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Two hours after the email was sent to Logan and Penrose on Nov. 21, 2020, a separate message was sent to pro-Trump attorney Lin Wood with the subject line “suggested language for ‘cover letter.’” The email to Wood, a central figure in the Trump campaign’s effort to promote conspiracy theories about the 2020 election in Georgia, included an
attached letter with the same language that was written as if it came from an attorney rather than the president.

“I don’t deny receiving it, but I didn’t do anything with it,” Wood said in an interview with The Times. “I never reviewed or revised any memo that would have dealt with the confiscation of machines or an executive order for Donald Trump. Of that I am certain.”

For the record:

11:56 a.m. June 5, 2022An earlier version of this story noted that Patrick Byrne said Phil Waldron repeatedly pushed to take an idea to obtain access to election machine data to the president. Byrne said that Waldron and Trump attorney Sidney Powell discussed the idea with the president’s attorney, Rudolph W. Giuliani.

The idea to obtain access to election machine data to look for fraud — through an executive order or other means — was floated several times after the election, and Waldron repeatedly pushed to take the idea to the president, several people involved in the effort told The Times. In an interview with The Times, Byrne said Waldron and Powell discussed it with Giuliani.

“They came back and said Rudy shot them down immediately,” Byrne said.

But the idea didn’t go away. It is unclear who wrote the final version of the proposed executive order. But in February, Politico published emails dated Dec. 16 and Dec. 17, 2020, that indicated Flynn and Waldron were workshopping a draft of an executive order to seize voting machines and voting data.

The Dec. 16 version of the order would have tasked the Pentagon with seizing voting machines, rather than private companies. The draft dated the following day gave the Department of Homeland Security responsibility for taking possession of the machines and data.


Neither of those versions of the draft order would have given private companies the authority to seize or examine the machines, or allowed their workers to be armed during the process, though the drafts did call for the assistance of the National Guard. Both drafts sought to greenlight “the appointment of a special counsel to oversee this operation and institute all criminal and civil proceedings as appropriate based on the evidence collected and provided all resources necessary to carry out her duties consistent with federal laws and the Constitution.”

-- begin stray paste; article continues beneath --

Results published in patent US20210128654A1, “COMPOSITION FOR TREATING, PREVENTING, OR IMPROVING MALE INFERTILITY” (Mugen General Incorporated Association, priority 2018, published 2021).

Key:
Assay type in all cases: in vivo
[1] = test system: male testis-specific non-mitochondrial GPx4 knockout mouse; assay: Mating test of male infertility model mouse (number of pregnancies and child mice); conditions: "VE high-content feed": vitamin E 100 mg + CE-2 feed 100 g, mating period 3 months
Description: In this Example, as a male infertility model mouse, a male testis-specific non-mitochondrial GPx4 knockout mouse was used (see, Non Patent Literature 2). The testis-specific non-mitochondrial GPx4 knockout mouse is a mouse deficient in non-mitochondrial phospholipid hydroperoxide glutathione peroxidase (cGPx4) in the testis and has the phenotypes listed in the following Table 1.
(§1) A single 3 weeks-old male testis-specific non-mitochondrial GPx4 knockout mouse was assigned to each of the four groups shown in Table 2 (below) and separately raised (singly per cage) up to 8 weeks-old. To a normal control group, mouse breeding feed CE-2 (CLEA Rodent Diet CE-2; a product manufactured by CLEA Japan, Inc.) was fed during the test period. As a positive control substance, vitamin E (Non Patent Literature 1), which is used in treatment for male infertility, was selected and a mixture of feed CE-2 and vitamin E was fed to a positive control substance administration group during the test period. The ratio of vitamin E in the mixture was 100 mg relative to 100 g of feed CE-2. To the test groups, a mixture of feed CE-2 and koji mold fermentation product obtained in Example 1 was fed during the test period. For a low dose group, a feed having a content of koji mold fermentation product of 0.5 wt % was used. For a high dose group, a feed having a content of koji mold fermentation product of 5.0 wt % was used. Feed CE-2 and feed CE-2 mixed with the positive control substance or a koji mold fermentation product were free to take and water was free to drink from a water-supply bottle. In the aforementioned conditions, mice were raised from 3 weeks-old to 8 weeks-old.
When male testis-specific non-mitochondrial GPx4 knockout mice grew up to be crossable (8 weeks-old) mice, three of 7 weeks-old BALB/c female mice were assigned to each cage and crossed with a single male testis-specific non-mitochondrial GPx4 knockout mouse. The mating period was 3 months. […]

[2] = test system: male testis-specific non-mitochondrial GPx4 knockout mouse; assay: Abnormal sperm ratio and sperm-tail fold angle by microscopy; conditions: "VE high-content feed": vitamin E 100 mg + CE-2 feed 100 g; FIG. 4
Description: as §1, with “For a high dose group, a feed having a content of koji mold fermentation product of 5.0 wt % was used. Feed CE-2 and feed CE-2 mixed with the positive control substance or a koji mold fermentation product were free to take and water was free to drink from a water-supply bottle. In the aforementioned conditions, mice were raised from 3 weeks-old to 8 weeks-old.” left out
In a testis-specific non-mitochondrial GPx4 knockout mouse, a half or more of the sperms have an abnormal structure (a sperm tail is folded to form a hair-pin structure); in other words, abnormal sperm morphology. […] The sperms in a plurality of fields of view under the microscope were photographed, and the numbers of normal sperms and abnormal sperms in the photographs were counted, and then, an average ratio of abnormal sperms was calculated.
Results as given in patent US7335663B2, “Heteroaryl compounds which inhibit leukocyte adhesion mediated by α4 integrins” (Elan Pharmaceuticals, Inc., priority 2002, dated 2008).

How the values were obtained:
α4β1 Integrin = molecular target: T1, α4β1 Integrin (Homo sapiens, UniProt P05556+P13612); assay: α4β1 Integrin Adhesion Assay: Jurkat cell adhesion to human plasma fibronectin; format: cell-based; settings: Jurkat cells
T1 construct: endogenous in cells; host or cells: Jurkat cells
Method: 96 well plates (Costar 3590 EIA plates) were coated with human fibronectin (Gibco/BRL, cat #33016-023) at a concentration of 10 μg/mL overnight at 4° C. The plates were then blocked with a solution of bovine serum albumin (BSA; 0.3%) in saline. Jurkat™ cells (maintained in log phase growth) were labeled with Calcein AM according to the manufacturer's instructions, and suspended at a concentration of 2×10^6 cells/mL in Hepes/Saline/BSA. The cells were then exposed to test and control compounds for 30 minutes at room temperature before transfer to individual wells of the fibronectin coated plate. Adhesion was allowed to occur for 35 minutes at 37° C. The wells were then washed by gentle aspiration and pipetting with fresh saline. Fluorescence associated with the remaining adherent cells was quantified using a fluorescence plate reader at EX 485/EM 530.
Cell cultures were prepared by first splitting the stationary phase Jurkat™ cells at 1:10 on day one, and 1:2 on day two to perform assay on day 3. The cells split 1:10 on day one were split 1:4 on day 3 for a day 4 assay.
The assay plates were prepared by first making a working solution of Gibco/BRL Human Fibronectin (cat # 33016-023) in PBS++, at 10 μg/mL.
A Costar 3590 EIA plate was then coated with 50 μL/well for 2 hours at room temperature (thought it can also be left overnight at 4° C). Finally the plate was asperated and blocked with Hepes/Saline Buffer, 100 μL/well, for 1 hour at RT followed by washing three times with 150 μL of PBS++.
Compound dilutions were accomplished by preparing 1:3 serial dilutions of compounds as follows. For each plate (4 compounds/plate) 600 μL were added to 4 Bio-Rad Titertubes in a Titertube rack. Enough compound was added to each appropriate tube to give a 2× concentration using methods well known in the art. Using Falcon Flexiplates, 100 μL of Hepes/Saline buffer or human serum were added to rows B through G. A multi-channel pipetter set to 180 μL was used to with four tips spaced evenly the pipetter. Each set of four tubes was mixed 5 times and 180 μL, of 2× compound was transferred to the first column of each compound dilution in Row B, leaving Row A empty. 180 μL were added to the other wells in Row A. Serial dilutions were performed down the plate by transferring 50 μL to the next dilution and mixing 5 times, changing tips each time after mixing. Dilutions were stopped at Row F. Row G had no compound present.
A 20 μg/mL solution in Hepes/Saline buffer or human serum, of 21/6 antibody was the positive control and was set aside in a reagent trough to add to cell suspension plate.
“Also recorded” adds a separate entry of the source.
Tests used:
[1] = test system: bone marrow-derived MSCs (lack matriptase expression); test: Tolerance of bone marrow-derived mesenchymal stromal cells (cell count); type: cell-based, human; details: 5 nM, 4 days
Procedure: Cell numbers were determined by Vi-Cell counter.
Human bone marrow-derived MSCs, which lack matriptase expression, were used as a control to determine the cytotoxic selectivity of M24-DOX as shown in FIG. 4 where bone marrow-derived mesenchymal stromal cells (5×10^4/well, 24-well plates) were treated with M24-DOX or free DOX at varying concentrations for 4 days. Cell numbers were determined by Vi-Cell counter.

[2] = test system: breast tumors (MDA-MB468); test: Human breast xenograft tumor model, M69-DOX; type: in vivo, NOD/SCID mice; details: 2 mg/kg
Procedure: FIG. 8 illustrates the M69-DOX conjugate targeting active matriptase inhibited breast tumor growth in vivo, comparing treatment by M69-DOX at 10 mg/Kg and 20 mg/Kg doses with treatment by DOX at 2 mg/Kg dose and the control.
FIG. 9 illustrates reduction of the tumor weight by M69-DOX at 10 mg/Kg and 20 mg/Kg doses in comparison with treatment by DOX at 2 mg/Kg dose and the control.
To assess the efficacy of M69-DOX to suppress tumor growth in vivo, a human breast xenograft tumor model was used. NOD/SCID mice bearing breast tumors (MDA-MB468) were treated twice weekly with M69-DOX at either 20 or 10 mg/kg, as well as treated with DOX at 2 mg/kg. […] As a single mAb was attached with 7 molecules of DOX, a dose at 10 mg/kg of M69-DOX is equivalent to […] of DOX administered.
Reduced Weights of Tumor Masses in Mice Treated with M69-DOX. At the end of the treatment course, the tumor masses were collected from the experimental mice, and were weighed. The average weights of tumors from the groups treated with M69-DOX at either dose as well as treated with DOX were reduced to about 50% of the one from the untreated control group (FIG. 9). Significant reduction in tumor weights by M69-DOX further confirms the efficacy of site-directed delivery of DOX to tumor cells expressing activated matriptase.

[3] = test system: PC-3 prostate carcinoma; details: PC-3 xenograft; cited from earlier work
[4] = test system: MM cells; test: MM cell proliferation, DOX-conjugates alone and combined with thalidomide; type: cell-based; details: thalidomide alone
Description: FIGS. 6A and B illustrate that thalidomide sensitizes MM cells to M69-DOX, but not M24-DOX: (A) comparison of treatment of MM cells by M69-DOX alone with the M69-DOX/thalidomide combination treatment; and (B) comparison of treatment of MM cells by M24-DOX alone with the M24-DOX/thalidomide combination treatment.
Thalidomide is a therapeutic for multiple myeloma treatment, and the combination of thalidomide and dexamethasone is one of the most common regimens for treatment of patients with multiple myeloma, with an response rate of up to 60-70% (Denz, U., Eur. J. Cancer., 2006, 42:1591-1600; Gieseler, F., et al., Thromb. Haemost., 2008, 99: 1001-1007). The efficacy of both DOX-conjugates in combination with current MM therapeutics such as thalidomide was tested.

Elizabeth Goitein, co-director of the Brennan Center for Justice’s Liberty and National Security Program, said the draft outlined in the Nov. 21, 2020, letter reviewed by The Times doesn’t meet basic standards of an executive order because it doesn’t rely on existing legal authority to justify the actions.

“You can’t say, ‘Because this is in an executive order I therefore have the authority in the executive order,’” she said. “This appears to be sort of the fever dream of someone who either isn’t a lawyer or someone who didn’t do very well in law school.”

Former U.S. Cybersecurity and Infrastructure Security Agency Director Christopher Krebs, who was fired by Trump shortly after he made comments affirming the security of election machines, said the Nov. 21 draft appears to have been written by someone unfamiliar with executive orders and the authority they can and cannot grant.

Requesting that private contractors be armed to assist in the process of inspecting machines is “chilling” and “implies that whoever drafted this [letter] ... views this as some sort of warlike event,” Krebs said.

“You’re talking about issuing letters of marque effectively to a private sector organization to go do some sort of activity on behalf of that executive office of the president,” Krebs said. “A private sector organization has no authority to go and seize state government equipment. The federal government doesn’t even have that authority, particularly in the context of administering elections. And we are looking at a document that says that’s OK.”